Being funny is a sign of a higher IQ, research finds.
Funny people have higher levels of general and verbal intelligence.
Not only that, but being funny is also linked to having more dating success.
Both men and women are more attracted to a person who is funnier.
However, women are more discerning about humour and react to it more strongly.
Men, meanwhile, tend to be focused on producing jokes (often to impress women).
The study’s authors write:
“Humor is not just a reliable intelligence-indicator; it may be one of the most important traits for humans seeking mates.
Of course, mate attraction is not the only function of humor.
Humor can also be used in competing for status with same-sex rivals, reducing social tensions, and other adaptive functions.”
The study involved 400 young people who were given intelligence tests and asked about their dating history.
They were then handed New Yorker cartoons with the caption deleted and asked to come up with their own.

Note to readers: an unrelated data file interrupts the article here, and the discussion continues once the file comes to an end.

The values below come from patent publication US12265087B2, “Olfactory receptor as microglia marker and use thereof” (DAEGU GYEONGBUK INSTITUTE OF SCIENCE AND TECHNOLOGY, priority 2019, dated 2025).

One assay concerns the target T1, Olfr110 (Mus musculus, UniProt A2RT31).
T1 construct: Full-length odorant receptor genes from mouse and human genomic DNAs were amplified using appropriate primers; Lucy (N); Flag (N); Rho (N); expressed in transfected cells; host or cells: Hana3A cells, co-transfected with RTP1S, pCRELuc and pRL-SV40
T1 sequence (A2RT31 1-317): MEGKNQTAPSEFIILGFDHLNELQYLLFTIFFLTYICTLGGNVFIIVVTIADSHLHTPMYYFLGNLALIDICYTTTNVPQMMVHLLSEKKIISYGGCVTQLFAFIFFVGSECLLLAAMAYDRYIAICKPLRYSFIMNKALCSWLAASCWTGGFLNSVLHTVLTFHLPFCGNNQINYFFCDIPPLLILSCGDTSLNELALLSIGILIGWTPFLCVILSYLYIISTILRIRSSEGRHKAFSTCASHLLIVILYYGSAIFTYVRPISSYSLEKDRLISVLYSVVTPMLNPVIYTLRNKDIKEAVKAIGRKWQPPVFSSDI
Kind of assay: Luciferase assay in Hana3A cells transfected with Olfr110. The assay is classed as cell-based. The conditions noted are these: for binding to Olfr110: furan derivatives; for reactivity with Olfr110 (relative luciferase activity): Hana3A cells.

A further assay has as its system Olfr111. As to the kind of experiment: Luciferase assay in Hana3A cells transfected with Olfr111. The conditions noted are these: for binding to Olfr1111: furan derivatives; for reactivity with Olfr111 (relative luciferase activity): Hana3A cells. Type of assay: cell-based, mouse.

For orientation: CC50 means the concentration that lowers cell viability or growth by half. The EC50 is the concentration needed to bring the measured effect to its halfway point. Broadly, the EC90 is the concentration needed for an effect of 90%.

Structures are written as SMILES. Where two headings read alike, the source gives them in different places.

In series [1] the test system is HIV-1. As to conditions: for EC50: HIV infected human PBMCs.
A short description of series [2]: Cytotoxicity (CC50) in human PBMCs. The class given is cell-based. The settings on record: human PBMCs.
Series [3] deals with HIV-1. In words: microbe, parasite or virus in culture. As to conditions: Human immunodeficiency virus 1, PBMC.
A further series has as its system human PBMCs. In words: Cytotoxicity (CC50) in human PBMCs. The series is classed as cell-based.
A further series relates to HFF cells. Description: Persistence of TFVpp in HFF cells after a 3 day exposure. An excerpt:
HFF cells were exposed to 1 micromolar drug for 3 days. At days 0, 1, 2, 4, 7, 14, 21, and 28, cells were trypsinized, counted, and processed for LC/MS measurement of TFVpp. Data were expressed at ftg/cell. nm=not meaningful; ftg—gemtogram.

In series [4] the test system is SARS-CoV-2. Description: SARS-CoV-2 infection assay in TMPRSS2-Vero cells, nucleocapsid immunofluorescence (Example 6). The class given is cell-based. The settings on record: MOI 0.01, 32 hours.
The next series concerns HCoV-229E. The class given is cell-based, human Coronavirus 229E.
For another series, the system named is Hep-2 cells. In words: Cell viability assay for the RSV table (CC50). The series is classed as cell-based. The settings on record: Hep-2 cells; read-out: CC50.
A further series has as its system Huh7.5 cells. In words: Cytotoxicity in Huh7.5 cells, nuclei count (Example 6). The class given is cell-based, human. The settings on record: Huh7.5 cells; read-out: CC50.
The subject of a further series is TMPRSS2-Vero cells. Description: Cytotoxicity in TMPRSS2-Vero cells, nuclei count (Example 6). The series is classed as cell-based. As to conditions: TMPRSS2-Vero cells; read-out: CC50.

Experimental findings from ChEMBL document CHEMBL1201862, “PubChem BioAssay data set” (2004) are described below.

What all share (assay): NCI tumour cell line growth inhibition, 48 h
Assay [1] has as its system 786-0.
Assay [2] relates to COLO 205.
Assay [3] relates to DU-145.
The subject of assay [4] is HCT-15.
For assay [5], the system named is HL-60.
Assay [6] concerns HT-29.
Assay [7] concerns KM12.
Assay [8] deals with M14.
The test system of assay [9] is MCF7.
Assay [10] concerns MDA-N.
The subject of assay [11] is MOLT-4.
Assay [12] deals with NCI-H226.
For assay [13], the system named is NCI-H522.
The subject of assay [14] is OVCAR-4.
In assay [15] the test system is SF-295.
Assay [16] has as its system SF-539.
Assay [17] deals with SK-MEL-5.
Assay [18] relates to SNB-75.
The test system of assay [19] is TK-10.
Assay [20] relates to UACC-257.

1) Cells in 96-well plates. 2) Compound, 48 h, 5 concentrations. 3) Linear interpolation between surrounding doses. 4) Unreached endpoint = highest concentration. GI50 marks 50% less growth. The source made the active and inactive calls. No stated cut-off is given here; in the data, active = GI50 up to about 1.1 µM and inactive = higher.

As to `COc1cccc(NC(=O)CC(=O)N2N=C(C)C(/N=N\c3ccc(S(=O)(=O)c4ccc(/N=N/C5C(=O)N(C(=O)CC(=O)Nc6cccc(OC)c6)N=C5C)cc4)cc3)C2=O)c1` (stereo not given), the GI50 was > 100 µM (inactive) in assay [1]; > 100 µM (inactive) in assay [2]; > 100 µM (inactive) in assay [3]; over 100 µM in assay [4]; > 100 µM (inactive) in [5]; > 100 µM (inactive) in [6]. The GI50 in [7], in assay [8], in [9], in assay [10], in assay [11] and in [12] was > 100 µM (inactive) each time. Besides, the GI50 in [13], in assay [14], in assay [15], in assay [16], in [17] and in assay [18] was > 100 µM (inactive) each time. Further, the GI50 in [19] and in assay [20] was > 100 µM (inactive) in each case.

The results showed that, unsurprisingly, verbal intelligence was strongly related to being funny.
However, people found it hard to come up with anything really good, with most captions rated as not funny at all.
This shows how difficult jokes are — especially in the medium of New Yorker captions.
Other studies, though, have also found links between intelligence and humour.
In this study, men were especially focused on trying to write funny captions and theirs were rated more highly, the authors write:
“Men were funnier than women on average and produced a larger number of captions, consistent with the sexual signaling hypothesis in which men try (unconsciously) to signal their mate quality through their humor ability, and women are more responsive to and discriminating about humor.”
About the author
Psychologist, Jeremy Dean, PhD is the founder and author of PsyBlog. He holds a doctorate in psychology from University College London and two other advanced degrees in psychology.
He has been writing about scientific research on PsyBlog since 2004. He is also the author of the book “Making Habits, Breaking Habits” (Da Capo, 2003) and several ebooks:
- Accept Yourself: How to feel a profound sense of warmth and self-compassion
- The Anxiety Plan: 42 Strategies For Worry, Phobias, OCD and Panic
- Spark: 17 Steps That Will Boost Your Motivation For Anything
- Activate: How To Find Joy Again By Changing What You Do
The study was published in the journal Intelligence (Greengross & Miller, 2011).